This was my introduction to eBay, the wildly successful online auction service that gives new meaning to the phrase “one man’s trash is another man’s treasure.” In the market for a talking necktie, a porcelain pig, or a beer helmet? Odds are that a brief search will yield what you’re seeking. But far from being limited to tacky kitsch and bizarre curios, eBay also serves as a clearinghouse for a number of useful goods, from computers to automobiles to pressure cookers. Profitable since its inception and boasting more than 42 million registered members, eBay is one of the bona fide New Economy success stories.

Yet, to hear Adam Cohen tell it, Wall Street success was the last thing on Pierre Omidyar’s mind when he founded eBay in a spare bedroom in 1995. In his new book, The Perfect Store: Inside eBay, Cohen reports that the online auction service began as an exercise in economic theory, a real-world attempt at forming that most basic of microeconomic precepts, the perfect market.

EBay’s unofficial motto could well be “eBay: Eliminating the middleman since 1995,” for that has been the crux of Omidyar’s perfect market–bringing together individual buyers and sellers on a level playing field where the market perfectly determines an item’s price at the intersection of supply and demand. Early on, Omidyar realized that “the Internet was driving down the value of middlemen because it was making it easier–and therefore more economically efficient–for individuals to carry out their own transactions.” By providing a setting where buyer and seller could come together in free-market bliss, Omidyar hoped to discover whether or not a perfect market could be established. Becoming a multi-billionaire, it seems, was only incidental to that goal.

Such an assertion would seem laughable from someone else. But in this case, it isn’t. Cohen portrays Omidyar as the antithesis of the typical dot-com CEO, refreshingly free of smooth talk and flim-flammery. Omidyar thrived on innovation and preached fiscal responsibility, urging employees to spend company money as if it were their own. He maintained that running a major corporation was not something that he wanted to do. And, in 2000, he put his money where his mouth was and walked away during the height of the company’s success.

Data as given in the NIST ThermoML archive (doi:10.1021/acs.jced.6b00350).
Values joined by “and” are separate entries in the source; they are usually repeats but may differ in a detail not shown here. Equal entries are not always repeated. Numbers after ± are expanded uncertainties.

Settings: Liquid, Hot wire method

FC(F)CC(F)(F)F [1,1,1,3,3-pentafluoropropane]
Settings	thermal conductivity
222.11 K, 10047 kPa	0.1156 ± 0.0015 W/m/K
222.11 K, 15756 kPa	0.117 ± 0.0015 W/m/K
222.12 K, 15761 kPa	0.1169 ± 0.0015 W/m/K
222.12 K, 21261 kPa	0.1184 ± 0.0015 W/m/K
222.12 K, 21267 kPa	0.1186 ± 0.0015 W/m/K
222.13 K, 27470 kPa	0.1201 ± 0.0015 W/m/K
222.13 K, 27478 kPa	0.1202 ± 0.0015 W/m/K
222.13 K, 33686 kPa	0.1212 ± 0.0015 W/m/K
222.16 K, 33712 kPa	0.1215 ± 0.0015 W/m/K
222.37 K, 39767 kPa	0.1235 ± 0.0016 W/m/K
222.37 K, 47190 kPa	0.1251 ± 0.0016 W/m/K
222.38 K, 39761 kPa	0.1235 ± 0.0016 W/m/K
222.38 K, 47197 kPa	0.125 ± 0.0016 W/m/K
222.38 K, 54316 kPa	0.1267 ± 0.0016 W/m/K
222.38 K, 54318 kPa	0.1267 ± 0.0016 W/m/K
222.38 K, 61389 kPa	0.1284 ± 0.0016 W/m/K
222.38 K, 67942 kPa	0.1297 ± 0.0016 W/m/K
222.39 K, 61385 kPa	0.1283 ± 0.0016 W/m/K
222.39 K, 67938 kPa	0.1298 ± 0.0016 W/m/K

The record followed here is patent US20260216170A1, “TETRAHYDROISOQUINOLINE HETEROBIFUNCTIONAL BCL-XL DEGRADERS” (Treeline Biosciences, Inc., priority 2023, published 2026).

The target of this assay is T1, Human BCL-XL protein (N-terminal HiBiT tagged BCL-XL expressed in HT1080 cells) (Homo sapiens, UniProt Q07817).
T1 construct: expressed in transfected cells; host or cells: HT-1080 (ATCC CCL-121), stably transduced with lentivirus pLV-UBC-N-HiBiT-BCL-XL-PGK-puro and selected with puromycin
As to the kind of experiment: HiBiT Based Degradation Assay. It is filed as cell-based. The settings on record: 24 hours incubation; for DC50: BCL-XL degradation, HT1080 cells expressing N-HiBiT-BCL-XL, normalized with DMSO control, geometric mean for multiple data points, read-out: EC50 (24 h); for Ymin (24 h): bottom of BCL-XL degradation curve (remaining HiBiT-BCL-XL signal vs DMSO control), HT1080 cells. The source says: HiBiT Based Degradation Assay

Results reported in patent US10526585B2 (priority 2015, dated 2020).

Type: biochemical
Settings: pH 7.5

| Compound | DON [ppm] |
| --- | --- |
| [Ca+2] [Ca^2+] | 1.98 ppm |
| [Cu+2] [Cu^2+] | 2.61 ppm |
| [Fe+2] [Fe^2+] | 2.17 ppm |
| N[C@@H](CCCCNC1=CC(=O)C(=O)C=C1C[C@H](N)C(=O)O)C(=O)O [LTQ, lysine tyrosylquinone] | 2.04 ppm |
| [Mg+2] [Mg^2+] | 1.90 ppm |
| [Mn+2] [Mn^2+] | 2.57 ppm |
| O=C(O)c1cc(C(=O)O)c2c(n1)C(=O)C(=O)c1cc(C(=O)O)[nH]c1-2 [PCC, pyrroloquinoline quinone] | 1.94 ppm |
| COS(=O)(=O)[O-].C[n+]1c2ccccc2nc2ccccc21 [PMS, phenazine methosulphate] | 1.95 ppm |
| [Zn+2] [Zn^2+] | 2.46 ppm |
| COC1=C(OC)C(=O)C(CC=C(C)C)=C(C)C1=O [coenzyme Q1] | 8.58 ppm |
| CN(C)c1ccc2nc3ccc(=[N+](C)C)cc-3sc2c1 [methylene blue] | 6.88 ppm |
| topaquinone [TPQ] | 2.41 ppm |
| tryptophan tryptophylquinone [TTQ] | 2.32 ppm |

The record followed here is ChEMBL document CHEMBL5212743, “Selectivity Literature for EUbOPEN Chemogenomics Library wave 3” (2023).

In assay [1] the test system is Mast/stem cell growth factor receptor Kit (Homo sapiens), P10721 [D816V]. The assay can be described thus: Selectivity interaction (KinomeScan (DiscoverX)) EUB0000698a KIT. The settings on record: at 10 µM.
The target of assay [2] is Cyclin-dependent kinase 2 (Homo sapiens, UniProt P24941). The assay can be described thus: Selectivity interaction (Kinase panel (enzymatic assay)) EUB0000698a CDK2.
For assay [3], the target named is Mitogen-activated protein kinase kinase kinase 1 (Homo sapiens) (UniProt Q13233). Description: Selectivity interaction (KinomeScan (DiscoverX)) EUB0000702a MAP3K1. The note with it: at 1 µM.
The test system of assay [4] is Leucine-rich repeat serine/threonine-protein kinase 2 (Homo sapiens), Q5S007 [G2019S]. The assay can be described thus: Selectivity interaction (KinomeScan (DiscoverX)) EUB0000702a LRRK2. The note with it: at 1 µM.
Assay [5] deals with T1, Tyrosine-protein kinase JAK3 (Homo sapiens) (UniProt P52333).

Omidyar is a compelling figure. The child of French-Iranian parents, and a veteran software developer, he is described as exuding a “profound, existential calm,” piquing readers’ curiosity. But the trouble with Cohen’s narrative is that Omidyar flits in and out like an enigmatic butterfly, preventing the reader from really getting to know the man. This is emblematic of the main problem with The Perfect Store. The book is structured as a series of bite-sized anecdotes, but Cohen bounces from one to another without any semblance of cohesion. Characters are introduced, abandoned, and then picked up again 100 pages later. This frustrating structure is a product of Cohen’s desire to illustrate his thesis that eBay’s success derives in large part from the sense of community it fosters among its users. On the site’s bulletin boards (the “eBay caf”), buyers and sellers come together, creating unique identities and forging friendships. Cohen writes that “[b]oard regulars lost sleep, and even missed work, because they stayed up all night in the Cafs . . . In the vast, cold expanse of cyberspace they were a convivial outpost, a place where users never felt alone.” Holding the eBay community in such high esteem, as he does, Cohen wanted to profile as many of the members as he could, in the hope of arriving at a greater understanding of just what it is that makes eBay tick. The trouble is that, compared to Omidyar, these eBay fanatics just aren’t all that interesting. In fact, most are rather pathetic and depressing. EBay’s message boards seem to be a gathering point for outcasts and loners, people who would “cry all night, sometimes all week,” over a nasty post. Regulars included a cross-dressing dairy farmer, an amnesiac hermit, and “an Elvis groupie who believed the King had personally intervened to get her a job at eBay processing payment checks.” The profiles shed more light on Internet addiction and obsessive-compulsive behavior than they do on eBay’s rise to the top.

The result is confusing and ultimately disappointing. It prompts one to imagine how somebody like Michael Lewis might have treated the same subject matter, narrowing his focus and concentrating solely on Omidyar and his quest for economic perfection. Had Cohen done this, his book would have been an unqualified success. In a way, though, Cohen’s obsessiveness is fitting. Just as The Perfect Store offers an anecdote about seemingly any and every eBay shopper, the perfect store offers seemingly anything and everything that anybody would ever want. Including my Colonel Sanders suit, which I sold back on eBay three months later for a $20 profit. Perfect market, indeed.

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Justin Peters is a correspondent for Slate and a contributing editor at the Columbia Journalism Review.